Artificial intelligence (AI) is a hot issue now with world-wide spending set to top $19.1 billion this year, up 54.2 per cent from 2017, according to IDC. Next year, 40 per cent of digital transformation initiatives will use AI services and by 2021, 75 per cent of enterprise applications will use AI, the analyst group predicts.

“From predictions, recommendations, and advice to automated customer service agents and intelligent process automation, AI is changing the face of how we interact with computer systems. Every industry and every organization should be evaluating AI to see how it will affect their business processes and go-to-market efficiencies,” says David Schubmehl, research director, Cognitive/Artificial Intelligence Systems at IDC.

For the first time, retail firms will overtake financial services in terms of spending on AI, with retailers developing automated customer service agents and expert shopping advisors, and refining product-recommendation engines.

We all know how powerful AI-driven recommendation engines can be. Netflix has dropped customer recommendations from its sites and uses an algorithm that recommends new shows to watch, based on data from customers’ own viewing history and preferences, and it works. Spotify unerringly knows your musical taste, while Amazon’s emails require self-control if you are to add items to your wish list rather than hitting the “buy now” button immediately.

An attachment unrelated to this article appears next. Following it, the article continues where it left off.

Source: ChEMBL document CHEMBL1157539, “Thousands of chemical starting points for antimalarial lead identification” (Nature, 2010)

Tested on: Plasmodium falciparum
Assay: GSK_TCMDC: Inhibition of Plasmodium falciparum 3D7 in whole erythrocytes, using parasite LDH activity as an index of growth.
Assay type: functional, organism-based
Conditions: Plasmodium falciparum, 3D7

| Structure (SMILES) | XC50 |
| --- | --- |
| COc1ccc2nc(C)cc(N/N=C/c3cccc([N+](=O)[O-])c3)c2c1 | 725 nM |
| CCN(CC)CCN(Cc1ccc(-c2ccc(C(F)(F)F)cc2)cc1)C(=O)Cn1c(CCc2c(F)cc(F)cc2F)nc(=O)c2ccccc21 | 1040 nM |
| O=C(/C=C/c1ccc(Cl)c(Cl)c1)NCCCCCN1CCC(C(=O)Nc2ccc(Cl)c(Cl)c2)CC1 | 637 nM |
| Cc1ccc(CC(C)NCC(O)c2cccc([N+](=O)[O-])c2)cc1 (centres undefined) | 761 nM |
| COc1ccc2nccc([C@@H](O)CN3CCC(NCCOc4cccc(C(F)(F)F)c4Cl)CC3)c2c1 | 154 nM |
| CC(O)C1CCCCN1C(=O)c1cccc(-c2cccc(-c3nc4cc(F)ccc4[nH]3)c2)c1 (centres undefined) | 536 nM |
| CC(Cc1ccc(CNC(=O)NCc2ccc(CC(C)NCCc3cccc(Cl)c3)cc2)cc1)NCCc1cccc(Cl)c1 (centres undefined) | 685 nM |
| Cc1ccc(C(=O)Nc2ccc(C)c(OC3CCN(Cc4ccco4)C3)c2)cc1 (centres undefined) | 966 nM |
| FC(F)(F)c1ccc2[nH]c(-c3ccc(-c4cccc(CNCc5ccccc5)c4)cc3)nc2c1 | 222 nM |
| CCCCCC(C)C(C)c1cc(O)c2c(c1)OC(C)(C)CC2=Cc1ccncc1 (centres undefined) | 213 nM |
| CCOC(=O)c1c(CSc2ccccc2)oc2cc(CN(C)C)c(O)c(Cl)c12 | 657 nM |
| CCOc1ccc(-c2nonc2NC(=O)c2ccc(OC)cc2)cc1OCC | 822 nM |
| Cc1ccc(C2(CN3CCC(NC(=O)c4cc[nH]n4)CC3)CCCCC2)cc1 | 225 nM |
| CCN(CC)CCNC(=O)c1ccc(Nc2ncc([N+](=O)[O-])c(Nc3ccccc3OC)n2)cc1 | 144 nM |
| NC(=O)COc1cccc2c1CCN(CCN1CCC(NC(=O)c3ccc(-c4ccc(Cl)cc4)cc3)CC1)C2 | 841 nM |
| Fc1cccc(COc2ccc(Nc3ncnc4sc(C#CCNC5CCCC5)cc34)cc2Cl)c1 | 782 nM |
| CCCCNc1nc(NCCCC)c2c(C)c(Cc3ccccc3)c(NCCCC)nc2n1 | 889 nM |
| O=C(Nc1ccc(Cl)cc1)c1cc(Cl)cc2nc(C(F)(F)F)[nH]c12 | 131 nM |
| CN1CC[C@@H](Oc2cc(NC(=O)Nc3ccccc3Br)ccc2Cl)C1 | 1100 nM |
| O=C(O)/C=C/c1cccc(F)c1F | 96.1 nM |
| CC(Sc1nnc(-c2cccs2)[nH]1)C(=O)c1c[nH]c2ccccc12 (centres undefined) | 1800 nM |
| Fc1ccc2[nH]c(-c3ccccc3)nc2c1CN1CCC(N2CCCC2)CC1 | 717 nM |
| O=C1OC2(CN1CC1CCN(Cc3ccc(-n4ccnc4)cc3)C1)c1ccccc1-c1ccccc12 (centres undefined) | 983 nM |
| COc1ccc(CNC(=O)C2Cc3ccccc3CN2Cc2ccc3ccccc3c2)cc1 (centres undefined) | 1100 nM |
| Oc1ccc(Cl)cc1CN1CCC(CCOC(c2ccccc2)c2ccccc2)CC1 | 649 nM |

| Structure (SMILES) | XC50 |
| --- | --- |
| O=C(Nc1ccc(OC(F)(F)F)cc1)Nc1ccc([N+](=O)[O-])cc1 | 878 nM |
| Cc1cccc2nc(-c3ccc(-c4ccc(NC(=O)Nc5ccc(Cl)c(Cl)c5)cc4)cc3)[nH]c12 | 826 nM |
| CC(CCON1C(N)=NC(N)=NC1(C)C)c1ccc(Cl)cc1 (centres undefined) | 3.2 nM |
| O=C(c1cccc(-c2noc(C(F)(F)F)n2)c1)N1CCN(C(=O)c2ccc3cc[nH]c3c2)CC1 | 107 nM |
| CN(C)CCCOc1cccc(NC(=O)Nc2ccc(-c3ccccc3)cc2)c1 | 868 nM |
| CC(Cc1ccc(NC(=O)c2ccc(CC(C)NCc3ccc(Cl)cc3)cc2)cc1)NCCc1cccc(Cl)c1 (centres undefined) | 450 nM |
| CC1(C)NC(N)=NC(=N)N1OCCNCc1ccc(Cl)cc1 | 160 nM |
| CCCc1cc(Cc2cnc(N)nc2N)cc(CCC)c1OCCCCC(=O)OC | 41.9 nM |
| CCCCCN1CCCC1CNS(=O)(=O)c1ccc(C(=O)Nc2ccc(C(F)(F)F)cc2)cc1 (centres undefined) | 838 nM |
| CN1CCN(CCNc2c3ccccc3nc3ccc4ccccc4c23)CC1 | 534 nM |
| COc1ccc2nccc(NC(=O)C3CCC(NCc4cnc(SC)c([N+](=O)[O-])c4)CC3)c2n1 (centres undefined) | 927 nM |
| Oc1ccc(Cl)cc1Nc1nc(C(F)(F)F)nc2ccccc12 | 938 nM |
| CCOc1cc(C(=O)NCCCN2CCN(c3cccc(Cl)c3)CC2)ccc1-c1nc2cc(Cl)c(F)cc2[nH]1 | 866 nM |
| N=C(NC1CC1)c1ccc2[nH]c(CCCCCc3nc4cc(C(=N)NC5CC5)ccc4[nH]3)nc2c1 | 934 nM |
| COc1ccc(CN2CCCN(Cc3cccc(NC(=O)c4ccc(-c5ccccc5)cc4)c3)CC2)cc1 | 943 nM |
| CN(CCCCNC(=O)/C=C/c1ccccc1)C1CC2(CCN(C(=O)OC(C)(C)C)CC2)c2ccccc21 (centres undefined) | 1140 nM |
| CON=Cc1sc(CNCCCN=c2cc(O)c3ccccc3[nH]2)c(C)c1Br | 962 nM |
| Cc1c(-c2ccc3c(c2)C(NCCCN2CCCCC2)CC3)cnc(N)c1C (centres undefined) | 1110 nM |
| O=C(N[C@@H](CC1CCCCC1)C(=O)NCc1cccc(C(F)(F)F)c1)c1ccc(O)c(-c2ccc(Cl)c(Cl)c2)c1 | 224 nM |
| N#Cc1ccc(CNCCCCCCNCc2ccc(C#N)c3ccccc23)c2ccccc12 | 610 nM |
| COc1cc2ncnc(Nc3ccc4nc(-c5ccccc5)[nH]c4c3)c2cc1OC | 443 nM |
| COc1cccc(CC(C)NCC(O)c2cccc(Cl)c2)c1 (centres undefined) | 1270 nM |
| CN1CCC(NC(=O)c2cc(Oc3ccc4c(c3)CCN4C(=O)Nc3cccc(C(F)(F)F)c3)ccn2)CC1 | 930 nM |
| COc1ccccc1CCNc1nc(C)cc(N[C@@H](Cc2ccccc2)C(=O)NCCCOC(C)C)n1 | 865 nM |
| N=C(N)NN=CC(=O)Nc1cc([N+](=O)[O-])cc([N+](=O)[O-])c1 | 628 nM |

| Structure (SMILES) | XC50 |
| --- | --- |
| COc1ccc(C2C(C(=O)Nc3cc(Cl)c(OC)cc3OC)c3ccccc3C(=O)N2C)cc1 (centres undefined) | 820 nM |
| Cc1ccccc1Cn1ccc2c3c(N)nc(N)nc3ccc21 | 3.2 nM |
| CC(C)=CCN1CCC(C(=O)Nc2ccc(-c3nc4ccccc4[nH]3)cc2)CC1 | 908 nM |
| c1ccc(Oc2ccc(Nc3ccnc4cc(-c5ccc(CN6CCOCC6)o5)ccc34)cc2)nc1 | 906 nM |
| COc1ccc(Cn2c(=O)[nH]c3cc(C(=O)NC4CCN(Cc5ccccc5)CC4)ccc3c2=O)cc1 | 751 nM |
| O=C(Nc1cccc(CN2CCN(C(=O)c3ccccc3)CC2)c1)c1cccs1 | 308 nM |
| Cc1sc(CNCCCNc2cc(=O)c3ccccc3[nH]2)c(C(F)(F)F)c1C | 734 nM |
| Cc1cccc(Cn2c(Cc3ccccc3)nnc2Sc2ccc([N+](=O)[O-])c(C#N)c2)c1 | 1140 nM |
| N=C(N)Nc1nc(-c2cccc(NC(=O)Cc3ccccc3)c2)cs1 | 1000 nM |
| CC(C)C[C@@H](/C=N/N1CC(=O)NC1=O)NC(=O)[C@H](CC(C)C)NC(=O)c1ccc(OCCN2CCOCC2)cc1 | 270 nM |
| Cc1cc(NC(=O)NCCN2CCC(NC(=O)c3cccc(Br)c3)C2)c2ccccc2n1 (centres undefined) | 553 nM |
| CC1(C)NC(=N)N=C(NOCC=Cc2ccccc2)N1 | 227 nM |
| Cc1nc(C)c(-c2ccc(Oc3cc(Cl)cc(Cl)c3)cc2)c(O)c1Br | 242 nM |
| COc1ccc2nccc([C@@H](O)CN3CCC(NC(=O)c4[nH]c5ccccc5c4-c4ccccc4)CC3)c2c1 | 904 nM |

And that is the challenge — how to get the balance right between personalisation that delivers what the customer wants and appearing pushy or creepy, between giving the customer exciting choices and frightening them with the level of insight you have into their lives.

That is why it is worth remembering that despite the hype around AI, it is humans — not computers — that select the data to be analysed and the algorithms to be created. It is humans that train the models and customer journeys that AI systems operate, judge the results, and weed out unwitting bias that can emerge as millions of data points in a sample are analysed.

It is also why smart organisations are looking at service as much as sales, as they roll out their AI investments.

Tesco is using AI and machine learning across the business, from internal systems such as driver routing to integration with Google’s Home Assistant device.

High Street bank NatWest has an AI-driven robo-advice service Invest and a text-based Chatbot, Cora. Both provide cheaper and more consistent services to customers than human agents, says the bank. It is now trialling an AI-driven, human-like avatar (also called Cora), which NatWest says can answer basic spoken questions such as “how do I apply for a mortgage?”

These sorts of innovations are just the first steps in the AI revolution, and those businesses that put service alongside sales will deliver the mass personalised services their customers desire and get the best value from their AI investments.